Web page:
Pump set and structures: pump set and structure consists of diesel pump set and pump house, manholes (junction box), and outlet structures. Other cross drain structures may also be required in larger projects but these are avoided for simplicity. The outlet structure and manholes are precast Reinforced Cement Concrete (RCC) pipes of different lengths and diameters depending on the site conditions. In the case of pump outlets, 900 mm diameter manholes and 1200 mm outlet structures are used, where 900 mm diameter manholes are used in the gravity outlets. The bottom edge of the RCC pipe for outlet structures and manholes is closed by fixed plate at the bottom. Plastic coated iron bars are provided in the walls of outlet structures and manholes to help in inspection and cleaning. In the case of gravity outlets, instead of RCC pipes, plastic manholes and outlet pipes have recently been used. Plastic manholes and outlet pipes are relatively expensive, but they are easy to carry, handle, and install at the project sites [19]. A small stone structure is constructed at the outlet to protect the pipe end from collapsing under the conditions of gravity outlet. A rodent guard is provided to prevent the pipes from getting stuck and damaged by rodents that may enter the lateral pipes.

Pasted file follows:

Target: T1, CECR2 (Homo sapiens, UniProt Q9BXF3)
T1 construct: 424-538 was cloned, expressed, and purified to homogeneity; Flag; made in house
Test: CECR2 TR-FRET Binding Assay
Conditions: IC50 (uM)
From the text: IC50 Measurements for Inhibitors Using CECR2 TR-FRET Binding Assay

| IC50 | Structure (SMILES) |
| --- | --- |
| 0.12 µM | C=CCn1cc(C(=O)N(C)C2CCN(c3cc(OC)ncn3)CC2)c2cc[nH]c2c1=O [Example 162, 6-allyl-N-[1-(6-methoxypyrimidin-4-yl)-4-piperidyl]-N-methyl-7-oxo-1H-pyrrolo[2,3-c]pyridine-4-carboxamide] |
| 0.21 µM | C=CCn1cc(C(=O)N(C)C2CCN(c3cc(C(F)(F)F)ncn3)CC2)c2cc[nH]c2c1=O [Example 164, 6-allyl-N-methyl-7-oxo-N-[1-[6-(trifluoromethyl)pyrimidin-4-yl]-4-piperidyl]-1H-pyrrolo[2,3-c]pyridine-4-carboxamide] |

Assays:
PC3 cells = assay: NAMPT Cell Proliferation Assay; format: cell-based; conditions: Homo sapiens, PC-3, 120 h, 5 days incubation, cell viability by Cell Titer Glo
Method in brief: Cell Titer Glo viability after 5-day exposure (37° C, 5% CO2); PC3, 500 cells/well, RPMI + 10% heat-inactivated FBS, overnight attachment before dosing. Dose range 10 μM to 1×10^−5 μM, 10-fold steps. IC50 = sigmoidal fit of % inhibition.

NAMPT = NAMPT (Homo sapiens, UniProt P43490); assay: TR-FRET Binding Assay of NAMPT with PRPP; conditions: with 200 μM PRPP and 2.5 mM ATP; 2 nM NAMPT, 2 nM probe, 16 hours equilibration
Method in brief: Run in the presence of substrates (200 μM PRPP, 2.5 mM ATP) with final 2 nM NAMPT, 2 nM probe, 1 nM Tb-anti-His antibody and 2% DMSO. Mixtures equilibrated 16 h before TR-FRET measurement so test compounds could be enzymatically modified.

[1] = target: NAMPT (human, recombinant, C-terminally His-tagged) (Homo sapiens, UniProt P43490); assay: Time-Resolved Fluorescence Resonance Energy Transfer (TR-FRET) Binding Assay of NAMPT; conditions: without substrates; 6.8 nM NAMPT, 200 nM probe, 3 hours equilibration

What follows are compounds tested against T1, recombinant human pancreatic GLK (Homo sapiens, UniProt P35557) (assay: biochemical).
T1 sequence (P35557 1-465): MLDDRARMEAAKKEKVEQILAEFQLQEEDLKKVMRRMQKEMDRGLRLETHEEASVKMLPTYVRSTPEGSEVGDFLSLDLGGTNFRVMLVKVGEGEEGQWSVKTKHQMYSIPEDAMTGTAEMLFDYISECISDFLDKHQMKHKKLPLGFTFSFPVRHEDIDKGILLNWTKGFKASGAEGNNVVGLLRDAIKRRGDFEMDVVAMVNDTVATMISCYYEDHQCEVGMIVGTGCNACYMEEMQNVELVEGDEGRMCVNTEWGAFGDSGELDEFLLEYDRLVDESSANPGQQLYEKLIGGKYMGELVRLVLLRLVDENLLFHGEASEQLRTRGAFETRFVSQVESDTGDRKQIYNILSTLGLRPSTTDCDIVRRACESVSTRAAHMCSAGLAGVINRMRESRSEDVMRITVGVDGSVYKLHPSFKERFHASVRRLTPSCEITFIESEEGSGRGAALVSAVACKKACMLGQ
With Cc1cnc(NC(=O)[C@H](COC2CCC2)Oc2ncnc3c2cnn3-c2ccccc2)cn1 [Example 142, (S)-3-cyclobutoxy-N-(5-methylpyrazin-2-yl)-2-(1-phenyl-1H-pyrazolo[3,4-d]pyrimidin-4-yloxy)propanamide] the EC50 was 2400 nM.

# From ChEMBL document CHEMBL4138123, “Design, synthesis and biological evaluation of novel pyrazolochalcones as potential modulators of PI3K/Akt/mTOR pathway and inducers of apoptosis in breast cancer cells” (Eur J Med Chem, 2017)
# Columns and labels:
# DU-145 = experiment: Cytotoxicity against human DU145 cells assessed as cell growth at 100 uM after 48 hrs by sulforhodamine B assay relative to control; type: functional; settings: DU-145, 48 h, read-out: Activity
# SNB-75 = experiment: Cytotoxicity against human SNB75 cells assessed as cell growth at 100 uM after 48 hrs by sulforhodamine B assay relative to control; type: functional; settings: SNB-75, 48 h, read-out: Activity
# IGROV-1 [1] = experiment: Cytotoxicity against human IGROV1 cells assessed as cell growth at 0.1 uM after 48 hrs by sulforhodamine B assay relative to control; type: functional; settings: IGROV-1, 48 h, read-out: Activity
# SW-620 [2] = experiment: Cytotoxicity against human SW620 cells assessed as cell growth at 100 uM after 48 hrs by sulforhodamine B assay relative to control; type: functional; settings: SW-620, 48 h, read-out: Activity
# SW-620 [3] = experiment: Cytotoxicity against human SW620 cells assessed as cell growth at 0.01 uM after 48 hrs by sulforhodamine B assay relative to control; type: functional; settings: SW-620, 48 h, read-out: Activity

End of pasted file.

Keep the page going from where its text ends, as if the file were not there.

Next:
3.2. Installation

Installing the drainage system is the function of the installation unit according to the specifications and design. Supervisors must specify that the installation (including drainage equipment) is carried out strictly in accordance with specifications and design. Various drainage machines such as hydraulic excavators, tractor-mounted trenchers, self-propelled trenchers with laser automatic control, and self-propelled machines with L or V plough and laser control are used to install collector and lateral pipes [20, 21]. Currently, laser control self-propelled trenchers are used in large-scale quality of subsurface drainage pipes installations. Other auxiliary machineries like bulldozers, excavators, tractors with trailers, backhoe, etc. are also used for the movement of manpower, drainage materials, and installation of outlets and manholes. Individual farmers can use tractor mounted trencher in small areas (1–5 ha) to install subsurface drainage pipes. In such cases, it may be desirable to use a laser control device with a tractor-mounted trencher to achieve suitable slope for collector and lateral pipes.

3.3. Operation and Maintenance

The popular belief that subsurface drainage does not require any maintenance and operation is untenable. In the case of pump outlets, pump operation is required for at least the first few years of installation. The maintenance of subsurface drainage systems mainly involves removing sediment from outlets, manholes, and pipes, also repairing or replacing the damaged outlets, manholes, and pipes [20]. In controlled drainage systems, operations may also include closing and opening gates to reuse drained water to irrigate crops.